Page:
Masters Magic: Slipping Away

There was a time not so long ago when you could sink into the Masters telecast much as you might sink into a favorite armchair, allowing it to enfold you, leaning back and giving yourself up to two days of pure golf, virtually free of advertisements and exemplifying the very best the grand old game has to offer.

Alas, no more. At least, not really any more. It’s true the sportsmanship and the brinkmanship and the weekend fire is still there. The colossal ups are still there, and the dreadful downs, especially on the back nine.

But you can’t sink into it anymore. It can’t enfold you. Because the vaunted “limited interruptions” announcement by dear old Joe Ford is no longer quite accurate.

Oh sure: there are probably still only three major sponsors (although in Canada they used to be joined by luminaries like dry cleaners and lube shops; thankfully, those days seem to be gone). We still don’t see that many ads, especially by comparison with, say, The Open. But they intrude every ten minutes or so, instead of once an hour. And they’re joined by a lot of other stuff as well.

For the past several years, somebody—Augusta National? CBS?—seems to be terrified that we might be getting bored. To prevent that, they throw up leader boards and logos and extended re-encapsulations by Jim Nance, and excessive nattering. Just in case you missed all the action. Just in case you haven’t got PVR or any other recording device. Just in case the beauty that fills your eye is insufficiently arresting.

So now, it’s difficult, if not impossible to sink into the ambiance, drink in the beauty, listen to the crowd roars, revel in the excitement. You can still try to do these things, just as you can still watch your favorite try to make a run or keep his head (and his lead). But you’ll keep glancing at your watch. Because every time the host or CBS intrudes, you’re brought back to the real world.

No longer can you just forget your cares for four or five hours, and immerse yourself in a different world, a world of beauty, grace and sportsmanship. Now, each intrusion reminds you that it’s the weekend and you should be mowing the lawn, or cleaning out the garage, not—Good God!—watching television.

I’ll probably go on watching each year, just as my parents always did. But it’s not as magical as it once was, and if they go on working at keeping me interested, the Masters will one day lose its magic entirely and become just like any other tournament. And that will be a pity.

 

Testing Amazon’s Giveaway Program

Like other writers, I’m always trying new ways to build an audience. I’ve run several giveaways on Goodreads (in fact, I have two running right now, Return to Kaitlin and The Money Tree ).

Recently, Amazon started to run a similar program, open to anyone in the US. They take care of the shipping for you, and I decided to give it a whirl for RTK, so offered two copies, setting the odds at 1:300.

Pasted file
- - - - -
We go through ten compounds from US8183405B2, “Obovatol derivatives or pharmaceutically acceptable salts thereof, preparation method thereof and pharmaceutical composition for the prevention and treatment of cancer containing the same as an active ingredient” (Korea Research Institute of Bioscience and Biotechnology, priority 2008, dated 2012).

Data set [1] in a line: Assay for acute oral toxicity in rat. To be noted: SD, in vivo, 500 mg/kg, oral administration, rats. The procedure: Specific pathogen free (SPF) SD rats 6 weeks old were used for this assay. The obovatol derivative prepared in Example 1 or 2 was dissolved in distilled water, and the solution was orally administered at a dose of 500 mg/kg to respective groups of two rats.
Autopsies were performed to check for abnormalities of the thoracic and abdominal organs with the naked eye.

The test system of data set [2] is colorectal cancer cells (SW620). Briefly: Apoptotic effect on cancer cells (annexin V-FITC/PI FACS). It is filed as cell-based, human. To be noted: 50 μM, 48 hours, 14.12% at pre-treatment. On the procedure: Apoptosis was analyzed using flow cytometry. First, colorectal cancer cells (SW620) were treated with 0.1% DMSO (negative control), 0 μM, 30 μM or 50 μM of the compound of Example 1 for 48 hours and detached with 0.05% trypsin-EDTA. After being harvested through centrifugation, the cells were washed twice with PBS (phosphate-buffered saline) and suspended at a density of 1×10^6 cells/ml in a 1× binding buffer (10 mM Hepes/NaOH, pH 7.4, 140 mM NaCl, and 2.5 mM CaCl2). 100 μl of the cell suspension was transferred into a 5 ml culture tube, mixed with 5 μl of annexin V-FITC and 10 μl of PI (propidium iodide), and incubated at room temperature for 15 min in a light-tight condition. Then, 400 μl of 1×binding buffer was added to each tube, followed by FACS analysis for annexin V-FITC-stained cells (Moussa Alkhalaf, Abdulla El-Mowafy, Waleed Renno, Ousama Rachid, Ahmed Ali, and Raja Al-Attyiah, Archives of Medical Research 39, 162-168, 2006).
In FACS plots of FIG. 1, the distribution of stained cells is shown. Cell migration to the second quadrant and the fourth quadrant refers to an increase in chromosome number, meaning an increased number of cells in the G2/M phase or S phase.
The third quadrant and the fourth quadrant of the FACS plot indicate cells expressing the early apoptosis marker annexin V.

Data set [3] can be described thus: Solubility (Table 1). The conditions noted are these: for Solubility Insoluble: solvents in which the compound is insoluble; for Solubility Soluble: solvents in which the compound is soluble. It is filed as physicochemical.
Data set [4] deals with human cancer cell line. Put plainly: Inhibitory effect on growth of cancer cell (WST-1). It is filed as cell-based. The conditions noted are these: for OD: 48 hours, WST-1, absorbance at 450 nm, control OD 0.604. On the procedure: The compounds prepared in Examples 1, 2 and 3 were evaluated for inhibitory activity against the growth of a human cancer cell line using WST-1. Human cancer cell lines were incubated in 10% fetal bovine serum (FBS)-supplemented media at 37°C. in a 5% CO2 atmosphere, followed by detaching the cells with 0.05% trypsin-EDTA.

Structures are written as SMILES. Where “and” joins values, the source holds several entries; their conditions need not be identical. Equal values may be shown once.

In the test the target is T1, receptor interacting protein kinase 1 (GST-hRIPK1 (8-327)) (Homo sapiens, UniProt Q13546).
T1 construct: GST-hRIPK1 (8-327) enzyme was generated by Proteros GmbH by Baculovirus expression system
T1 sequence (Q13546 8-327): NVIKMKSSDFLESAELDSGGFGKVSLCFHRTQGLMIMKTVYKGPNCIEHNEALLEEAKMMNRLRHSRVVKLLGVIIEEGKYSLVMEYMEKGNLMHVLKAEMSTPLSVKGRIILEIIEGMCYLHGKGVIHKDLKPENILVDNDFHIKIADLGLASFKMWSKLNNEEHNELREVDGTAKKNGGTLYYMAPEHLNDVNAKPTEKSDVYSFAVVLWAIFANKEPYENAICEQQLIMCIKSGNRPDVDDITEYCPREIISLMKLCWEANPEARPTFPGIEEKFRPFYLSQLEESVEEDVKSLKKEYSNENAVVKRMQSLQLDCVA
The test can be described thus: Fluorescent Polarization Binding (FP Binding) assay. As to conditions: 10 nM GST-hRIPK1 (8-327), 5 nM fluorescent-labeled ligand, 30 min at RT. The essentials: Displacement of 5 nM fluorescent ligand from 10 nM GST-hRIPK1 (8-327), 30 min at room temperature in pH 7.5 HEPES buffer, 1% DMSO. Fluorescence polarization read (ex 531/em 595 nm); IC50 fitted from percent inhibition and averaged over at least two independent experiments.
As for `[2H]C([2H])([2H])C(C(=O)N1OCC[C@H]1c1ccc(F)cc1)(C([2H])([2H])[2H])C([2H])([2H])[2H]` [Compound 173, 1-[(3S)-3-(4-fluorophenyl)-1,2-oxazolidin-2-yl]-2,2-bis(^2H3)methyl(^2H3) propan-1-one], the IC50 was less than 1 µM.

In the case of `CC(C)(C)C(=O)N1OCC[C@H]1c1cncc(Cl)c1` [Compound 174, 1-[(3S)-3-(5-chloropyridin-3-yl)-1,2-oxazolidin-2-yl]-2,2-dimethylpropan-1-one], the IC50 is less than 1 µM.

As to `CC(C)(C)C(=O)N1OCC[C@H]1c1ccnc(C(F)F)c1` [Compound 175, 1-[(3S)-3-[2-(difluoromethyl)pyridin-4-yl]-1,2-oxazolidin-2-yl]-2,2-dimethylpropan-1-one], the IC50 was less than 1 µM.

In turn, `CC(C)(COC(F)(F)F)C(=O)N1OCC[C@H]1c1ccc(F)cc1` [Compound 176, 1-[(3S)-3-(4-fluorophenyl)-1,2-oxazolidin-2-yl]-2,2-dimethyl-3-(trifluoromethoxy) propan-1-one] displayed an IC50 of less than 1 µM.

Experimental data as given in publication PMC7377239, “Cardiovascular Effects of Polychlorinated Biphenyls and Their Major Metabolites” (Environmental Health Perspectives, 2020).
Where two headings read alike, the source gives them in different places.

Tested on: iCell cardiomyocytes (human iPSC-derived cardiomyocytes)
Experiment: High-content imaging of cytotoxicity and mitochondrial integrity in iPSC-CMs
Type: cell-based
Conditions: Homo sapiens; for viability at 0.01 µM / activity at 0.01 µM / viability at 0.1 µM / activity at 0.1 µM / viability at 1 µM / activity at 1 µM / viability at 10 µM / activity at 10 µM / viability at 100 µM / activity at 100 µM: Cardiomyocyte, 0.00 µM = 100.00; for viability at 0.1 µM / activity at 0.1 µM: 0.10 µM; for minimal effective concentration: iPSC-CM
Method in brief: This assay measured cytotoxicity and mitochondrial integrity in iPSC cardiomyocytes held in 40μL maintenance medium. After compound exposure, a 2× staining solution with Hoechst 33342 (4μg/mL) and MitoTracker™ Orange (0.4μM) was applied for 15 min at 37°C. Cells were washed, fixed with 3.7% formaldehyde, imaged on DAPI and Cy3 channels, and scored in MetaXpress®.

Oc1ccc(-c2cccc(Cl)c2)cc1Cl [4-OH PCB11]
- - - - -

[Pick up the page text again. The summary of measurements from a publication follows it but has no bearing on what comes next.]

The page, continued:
The strangest aspect of this little program was the silence, which was thunderous. On Goodreads you can at least track how many people have signed up to win a copy. On Amazon, not a peep. I thought no one had even seen the offer, much less signed up for it. Once I’d set up the giveaway I heard not a word: no cheery, encouraging message; no summary of daily progress; nothing. In fact, when I forgot the start and end dates on the damn thing I had the devil’s own time finding out any details. It was then that I discovered I’d omitted any description or book blurb at all.Facebook Ad, Return to Kaitlin

Slightly panicked, I decided to run a little Facebook campaign for the five days remaining. I’d been wanting to test the image at the right with the target group Grumpy Old Men. In the event, it pulled less than 1% interest. I choose to believe that’s because grumpy old guys don’t read, but maybe it’s just not a compelling ad.

Whatever the case, I had by this time become convinced that the entire thing was a bust, and was waiting for Amazon to confirm this. Imagine my surprise, then, when they told me 343 people had signed up, and that Courtenay C. was the lucky winner. Romance writers, of course, will have a different experience, probably finding 5,000 interested readers panting for the winner to be revealed. But I was moderately pleased with this result. The idea is to get one’s name out there, so in a modest way, this filled the bill.

In addition, it’s remarkably trouble-free in that Amazon does everything for you. I may give it another whirl some time. And if I do, I’ll add a sentence or two of sales blurb.

A modern Christmas story–free of charge

Owen's DayIn view of the time of year, I’d like to give a shout-out to my first novel, Owen’s Day. It’s the story of a man who gives too much, a rather reclusive man, and the family and city who come to know him after he does a very brave thing.

I recall having a terrible time defining Owen, while I was writing this novel. I had set out to write a story about the anti-Scrooge, about someone who gives and gives and gives. I was trying to figure out why he does that and for a long time I was in the same position as one of his friends: “I know people who throw money and gifts around to compensate for being obnoxious, but Owen isn’t like that and I don’t know why he does it.” Like her, I just wanted to throw something at him. But the effort was ultimately quite rewarding because he’s a good guy, just a misguided one.